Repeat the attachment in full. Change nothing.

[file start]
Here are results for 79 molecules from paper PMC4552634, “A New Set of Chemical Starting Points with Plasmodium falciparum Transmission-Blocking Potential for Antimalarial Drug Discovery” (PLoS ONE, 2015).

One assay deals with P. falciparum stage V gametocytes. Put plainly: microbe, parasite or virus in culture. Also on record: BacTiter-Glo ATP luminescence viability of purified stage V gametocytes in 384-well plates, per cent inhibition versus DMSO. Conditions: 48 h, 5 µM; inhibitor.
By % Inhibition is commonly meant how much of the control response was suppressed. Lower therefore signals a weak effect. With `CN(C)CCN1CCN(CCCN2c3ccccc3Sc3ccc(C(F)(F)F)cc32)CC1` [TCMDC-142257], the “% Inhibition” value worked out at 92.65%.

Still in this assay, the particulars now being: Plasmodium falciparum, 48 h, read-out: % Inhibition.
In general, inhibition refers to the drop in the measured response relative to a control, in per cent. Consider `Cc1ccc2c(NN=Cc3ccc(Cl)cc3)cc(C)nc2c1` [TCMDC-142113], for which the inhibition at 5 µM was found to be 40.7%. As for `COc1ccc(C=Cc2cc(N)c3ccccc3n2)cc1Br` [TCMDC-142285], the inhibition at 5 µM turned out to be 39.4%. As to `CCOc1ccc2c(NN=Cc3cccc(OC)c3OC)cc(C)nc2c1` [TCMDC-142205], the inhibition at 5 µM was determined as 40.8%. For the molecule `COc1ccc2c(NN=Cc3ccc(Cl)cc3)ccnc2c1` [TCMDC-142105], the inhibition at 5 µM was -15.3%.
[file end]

Here are results for 79 molecules from paper PMC4552634, “A New Set of Chemical Starting Points with Plasmodium falciparum Transmission-Blocking Potential for Antimalarial Drug Discovery” (PLoS ONE, 2015).

One assay deals with P. falciparum stage V gametocytes. Put plainly: microbe, parasite or virus in culture. Also on record: BacTiter-Glo ATP luminescence viability of purified stage V gametocytes in 384-well plates, per cent inhibition versus DMSO. Conditions: 48 h, 5 µM; inhibitor.
By % Inhibition is commonly meant how much of the control response was suppressed. Lower therefore signals a weak effect. With `CN(C)CCN1CCN(CCCN2c3ccccc3Sc3ccc(C(F)(F)F)cc32)CC1` [TCMDC-142257], the “% Inhibition” value worked out at 92.65%.

Still in this assay, the particulars now being: Plasmodium falciparum, 48 h, read-out: % Inhibition.
In general, inhibition refers to the drop in the measured response relative to a control, in per cent. Consider `Cc1ccc2c(NN=Cc3ccc(Cl)cc3)cc(C)nc2c1` [TCMDC-142113], for which the inhibition at 5 µM was found to be 40.7%. As for `COc1ccc(C=Cc2cc(N)c3ccccc3n2)cc1Br` [TCMDC-142285], the inhibition at 5 µM turned out to be 39.4%. As to `CCOc1ccc2c(NN=Cc3cccc(OC)c3OC)cc(C)nc2c1` [TCMDC-142205], the inhibition at 5 µM was determined as 40.8%. For the molecule `COc1ccc2c(NN=Cc3ccc(Cl)cc3)ccnc2c1` [TCMDC-142105], the inhibition at 5 µM was -15.3%.